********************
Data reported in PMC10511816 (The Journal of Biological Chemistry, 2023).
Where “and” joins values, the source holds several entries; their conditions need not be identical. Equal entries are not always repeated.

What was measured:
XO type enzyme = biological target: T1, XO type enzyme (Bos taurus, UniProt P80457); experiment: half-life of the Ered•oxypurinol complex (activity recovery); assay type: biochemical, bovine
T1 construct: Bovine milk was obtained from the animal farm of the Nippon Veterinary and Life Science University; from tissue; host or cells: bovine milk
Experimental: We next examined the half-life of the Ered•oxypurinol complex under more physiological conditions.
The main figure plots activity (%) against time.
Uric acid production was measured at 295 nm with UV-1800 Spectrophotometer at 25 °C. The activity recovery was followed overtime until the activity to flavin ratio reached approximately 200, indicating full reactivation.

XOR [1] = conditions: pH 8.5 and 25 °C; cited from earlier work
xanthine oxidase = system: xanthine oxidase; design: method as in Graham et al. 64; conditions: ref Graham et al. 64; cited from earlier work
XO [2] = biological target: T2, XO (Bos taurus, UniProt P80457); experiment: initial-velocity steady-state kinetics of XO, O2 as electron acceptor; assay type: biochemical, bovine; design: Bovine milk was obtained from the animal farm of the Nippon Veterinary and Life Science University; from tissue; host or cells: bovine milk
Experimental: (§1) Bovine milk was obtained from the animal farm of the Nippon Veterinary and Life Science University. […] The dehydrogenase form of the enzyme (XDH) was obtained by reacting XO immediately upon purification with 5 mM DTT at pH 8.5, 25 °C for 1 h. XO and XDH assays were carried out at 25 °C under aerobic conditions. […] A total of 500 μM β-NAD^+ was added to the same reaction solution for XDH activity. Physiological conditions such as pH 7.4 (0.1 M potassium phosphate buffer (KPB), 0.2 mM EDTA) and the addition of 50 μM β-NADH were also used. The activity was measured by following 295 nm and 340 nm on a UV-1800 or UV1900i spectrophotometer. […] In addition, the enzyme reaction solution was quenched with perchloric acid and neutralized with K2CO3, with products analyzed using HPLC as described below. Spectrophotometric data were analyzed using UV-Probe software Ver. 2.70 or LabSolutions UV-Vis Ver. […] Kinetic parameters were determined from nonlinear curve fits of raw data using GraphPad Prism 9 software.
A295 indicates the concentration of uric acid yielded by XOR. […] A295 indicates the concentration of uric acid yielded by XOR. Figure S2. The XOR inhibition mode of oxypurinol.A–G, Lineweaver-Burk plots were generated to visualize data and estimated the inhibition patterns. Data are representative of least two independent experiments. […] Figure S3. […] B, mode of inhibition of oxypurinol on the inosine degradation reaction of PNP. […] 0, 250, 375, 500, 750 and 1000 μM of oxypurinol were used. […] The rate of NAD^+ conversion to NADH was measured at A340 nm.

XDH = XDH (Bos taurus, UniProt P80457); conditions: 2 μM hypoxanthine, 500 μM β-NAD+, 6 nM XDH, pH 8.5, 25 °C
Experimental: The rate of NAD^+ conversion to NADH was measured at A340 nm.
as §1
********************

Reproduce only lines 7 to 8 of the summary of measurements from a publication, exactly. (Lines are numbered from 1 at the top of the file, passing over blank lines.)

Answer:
The main figure plots activity (%) against time.
Uric acid production was measured at 295 nm with UV-1800 Spectrophotometer at 25 °C. The activity recovery was followed overtime until the activity to flavin ratio reached approximately 200, indicating full reactivation.